Tibet is situated in the midst of mountains and sky, southwest of arid Western China and in the stark rain shadow of the Himalayas. In general, Tibet is arid, cold, and high altitude. There are agricultural societies in the southern portion of Tibet at lower altitudes, while herders (some with light farming due to irrigation) live in the higher altitudes. Their clothing must combat these environmental conditions while also being constrained by the natural resources for making clothing and armor. The herders of high altitude raise yaks, grow meager crops of barley thanks to irrigation, and harvest and trade salt from brine lakes.
However, there are groups of herders who can only herd, the land being so barren as to allow nothing else. These people rely on trade to provide for their other needs. People of the low highlands (around 10,000 ft. in altitude) raise sheep and goats and participate in more agriculture, even though they are considered ?mountain people? by their trading partners on the plains of the Ganges.
The natural materials for Tibetans are wool from yaks and sheep. Such wool is spindled into yarn and woven into clothing or pressed and beaten into felt. Ropes are made from yak hair, and yak leather is renowned for its durability in boots, tools, and containers. Tweed is made from sheep's wool, and clothes the farmers, who are living in comparatively warmer conditions than their yak-herding cousins, and they often use ox hide for their leather goods. In terms of military attire, leather from animals is always available, as is silver and other metals, used in the lamellar style of armoring. Fortunately, Tibet neighbors many cultural groups and have a long history of trade. Indian and Persian influences came from the south and west while silk was introduced into Tibetan society through contact with the Chinese.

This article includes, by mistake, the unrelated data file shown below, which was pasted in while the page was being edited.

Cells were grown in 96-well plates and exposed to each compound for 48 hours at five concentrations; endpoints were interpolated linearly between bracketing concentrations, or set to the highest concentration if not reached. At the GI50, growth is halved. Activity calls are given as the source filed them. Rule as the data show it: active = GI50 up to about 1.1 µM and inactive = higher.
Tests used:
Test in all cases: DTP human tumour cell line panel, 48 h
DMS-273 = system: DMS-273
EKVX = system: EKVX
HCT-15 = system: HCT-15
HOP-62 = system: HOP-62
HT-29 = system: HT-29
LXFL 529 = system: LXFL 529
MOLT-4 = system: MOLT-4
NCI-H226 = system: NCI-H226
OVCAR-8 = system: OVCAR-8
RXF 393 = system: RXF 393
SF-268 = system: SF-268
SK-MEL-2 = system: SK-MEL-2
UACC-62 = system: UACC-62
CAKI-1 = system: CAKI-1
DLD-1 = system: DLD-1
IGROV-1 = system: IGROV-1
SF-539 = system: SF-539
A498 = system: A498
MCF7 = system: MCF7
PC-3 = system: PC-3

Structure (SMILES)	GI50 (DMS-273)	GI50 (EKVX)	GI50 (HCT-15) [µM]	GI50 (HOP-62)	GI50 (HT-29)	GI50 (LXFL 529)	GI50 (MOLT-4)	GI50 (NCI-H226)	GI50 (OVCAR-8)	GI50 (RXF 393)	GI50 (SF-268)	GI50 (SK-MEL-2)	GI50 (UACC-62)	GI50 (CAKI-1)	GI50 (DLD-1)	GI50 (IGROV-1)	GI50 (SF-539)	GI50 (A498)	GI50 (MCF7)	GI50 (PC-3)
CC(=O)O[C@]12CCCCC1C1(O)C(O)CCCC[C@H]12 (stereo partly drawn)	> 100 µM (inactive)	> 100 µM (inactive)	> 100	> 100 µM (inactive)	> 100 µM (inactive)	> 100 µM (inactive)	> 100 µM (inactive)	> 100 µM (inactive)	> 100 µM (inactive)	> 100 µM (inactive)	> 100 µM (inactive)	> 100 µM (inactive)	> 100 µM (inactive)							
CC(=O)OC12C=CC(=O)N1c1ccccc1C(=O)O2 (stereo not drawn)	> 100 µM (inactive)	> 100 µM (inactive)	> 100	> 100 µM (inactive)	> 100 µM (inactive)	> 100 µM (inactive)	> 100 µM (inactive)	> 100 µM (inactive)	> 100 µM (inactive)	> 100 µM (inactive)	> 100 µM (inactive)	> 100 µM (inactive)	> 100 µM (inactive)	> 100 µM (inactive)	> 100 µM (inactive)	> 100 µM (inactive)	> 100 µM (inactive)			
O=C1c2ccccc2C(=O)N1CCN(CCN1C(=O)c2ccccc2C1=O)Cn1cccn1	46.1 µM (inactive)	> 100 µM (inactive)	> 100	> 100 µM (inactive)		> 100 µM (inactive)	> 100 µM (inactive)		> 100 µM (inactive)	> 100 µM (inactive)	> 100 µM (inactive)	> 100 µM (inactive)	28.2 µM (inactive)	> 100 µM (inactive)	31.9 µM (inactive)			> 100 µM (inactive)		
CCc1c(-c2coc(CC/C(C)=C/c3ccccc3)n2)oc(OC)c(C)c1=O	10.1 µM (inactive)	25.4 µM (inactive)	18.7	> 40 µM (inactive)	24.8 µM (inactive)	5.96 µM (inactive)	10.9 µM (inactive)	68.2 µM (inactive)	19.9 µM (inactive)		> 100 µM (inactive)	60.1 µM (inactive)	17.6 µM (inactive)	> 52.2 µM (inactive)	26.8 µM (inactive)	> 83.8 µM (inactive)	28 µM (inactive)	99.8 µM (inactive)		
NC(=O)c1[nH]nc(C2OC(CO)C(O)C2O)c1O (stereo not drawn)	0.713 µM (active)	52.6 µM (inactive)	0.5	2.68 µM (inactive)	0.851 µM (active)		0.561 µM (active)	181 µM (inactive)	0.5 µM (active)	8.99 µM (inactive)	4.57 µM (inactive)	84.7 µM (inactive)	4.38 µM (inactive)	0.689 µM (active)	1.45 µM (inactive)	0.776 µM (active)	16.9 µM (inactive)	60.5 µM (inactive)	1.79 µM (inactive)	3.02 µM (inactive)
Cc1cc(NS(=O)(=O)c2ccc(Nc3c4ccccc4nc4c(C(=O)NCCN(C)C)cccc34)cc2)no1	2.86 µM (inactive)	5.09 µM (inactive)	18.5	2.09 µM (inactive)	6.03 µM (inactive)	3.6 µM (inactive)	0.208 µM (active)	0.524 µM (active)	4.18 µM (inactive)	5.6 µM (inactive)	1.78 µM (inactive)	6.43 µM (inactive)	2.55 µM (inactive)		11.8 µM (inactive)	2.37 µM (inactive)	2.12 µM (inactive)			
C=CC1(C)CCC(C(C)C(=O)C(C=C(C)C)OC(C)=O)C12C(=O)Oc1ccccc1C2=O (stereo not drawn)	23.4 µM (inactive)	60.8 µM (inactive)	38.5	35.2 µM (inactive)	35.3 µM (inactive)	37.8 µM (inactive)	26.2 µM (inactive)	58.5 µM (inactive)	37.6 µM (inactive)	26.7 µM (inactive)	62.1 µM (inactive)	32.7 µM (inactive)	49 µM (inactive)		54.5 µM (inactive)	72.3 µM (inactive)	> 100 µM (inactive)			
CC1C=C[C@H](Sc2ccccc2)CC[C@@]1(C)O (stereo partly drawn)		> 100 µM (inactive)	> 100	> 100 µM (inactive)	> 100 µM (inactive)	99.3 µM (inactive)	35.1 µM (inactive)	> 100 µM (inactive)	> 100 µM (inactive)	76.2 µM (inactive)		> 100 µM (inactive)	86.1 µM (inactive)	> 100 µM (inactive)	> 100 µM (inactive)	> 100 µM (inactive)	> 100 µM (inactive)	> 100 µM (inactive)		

Now that you have an idea of the challenges Tibetans are faced by their environment and the available materials, I hope you enjoy World Building Library: Tibetan Dress, Arms, and Armor. Look for other articles in the World Building Library covering different topics of Tibetan society and how to integrate them into your game.